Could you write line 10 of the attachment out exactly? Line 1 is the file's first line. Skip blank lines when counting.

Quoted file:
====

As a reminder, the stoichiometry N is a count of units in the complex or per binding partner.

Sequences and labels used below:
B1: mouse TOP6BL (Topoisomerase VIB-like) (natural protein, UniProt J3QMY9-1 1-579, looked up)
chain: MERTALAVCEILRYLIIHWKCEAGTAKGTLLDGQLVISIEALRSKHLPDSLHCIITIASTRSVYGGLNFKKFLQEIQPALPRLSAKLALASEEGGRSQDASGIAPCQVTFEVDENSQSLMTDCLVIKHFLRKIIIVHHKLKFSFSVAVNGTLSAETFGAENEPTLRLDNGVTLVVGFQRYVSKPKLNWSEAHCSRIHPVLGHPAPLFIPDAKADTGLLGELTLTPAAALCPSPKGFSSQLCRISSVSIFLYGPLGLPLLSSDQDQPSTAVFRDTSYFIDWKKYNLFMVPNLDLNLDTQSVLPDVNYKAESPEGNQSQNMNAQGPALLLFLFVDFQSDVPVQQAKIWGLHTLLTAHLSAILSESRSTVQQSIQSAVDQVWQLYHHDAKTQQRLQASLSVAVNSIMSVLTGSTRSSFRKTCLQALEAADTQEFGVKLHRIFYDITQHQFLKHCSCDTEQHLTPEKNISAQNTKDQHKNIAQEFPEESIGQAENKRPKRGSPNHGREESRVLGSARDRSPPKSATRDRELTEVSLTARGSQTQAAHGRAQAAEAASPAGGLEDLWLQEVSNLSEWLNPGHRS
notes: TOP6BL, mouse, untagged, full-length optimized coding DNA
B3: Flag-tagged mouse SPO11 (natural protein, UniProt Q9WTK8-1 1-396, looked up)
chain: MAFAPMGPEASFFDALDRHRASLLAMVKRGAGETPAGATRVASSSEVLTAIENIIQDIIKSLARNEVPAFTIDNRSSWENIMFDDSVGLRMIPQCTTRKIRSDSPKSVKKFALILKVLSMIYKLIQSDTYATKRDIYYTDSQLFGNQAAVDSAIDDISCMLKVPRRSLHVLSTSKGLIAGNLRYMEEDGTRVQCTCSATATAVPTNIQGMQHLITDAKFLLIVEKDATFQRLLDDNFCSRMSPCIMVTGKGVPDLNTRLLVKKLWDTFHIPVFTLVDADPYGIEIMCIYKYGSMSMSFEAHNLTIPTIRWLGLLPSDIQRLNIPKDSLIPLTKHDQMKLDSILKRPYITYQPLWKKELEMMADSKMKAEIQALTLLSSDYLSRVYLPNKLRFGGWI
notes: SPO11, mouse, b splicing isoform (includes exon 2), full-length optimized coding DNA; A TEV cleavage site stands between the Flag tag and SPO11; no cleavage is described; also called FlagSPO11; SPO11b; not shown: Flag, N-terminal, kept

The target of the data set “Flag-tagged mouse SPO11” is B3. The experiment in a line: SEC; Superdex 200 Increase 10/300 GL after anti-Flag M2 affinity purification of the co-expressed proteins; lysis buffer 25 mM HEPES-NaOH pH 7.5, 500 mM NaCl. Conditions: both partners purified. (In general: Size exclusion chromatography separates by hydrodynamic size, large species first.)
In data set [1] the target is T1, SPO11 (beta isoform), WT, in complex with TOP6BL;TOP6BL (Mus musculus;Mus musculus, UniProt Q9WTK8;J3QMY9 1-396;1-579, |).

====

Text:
In data set [1] the target is T1, SPO11 (beta isoform), WT, in complex with TOP6BL;TOP6BL (Mus musculus;Mus musculus, UniProt Q9WTK8;J3QMY9 1-396;1-579, |).